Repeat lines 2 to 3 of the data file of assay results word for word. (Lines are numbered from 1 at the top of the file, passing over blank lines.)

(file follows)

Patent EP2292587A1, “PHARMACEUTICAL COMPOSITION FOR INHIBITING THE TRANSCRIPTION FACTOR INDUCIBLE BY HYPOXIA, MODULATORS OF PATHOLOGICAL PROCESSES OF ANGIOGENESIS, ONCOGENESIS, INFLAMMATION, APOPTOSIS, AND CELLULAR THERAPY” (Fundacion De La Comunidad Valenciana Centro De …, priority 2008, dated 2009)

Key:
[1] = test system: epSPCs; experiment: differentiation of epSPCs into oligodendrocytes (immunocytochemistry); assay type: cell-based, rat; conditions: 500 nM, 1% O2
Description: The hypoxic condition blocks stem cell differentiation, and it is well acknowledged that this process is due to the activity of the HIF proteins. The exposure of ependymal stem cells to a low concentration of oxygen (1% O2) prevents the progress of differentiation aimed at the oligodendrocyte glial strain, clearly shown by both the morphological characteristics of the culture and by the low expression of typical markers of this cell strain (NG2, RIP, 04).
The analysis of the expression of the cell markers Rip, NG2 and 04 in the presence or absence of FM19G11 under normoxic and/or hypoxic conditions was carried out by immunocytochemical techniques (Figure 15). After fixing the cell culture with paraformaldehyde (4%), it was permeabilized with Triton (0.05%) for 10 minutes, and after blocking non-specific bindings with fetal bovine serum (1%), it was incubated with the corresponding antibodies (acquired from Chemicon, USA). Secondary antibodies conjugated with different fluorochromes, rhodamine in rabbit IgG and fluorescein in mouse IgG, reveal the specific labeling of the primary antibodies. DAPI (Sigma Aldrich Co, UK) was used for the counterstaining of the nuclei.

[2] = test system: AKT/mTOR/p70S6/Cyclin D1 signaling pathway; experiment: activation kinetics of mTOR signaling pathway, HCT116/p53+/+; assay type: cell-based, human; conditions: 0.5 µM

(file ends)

Key:
[1] = test system: epSPCs; experiment: differentiation of epSPCs into oligodendrocytes (immunocytochemistry); assay type: cell-based, rat; conditions: 500 nM, 1% O2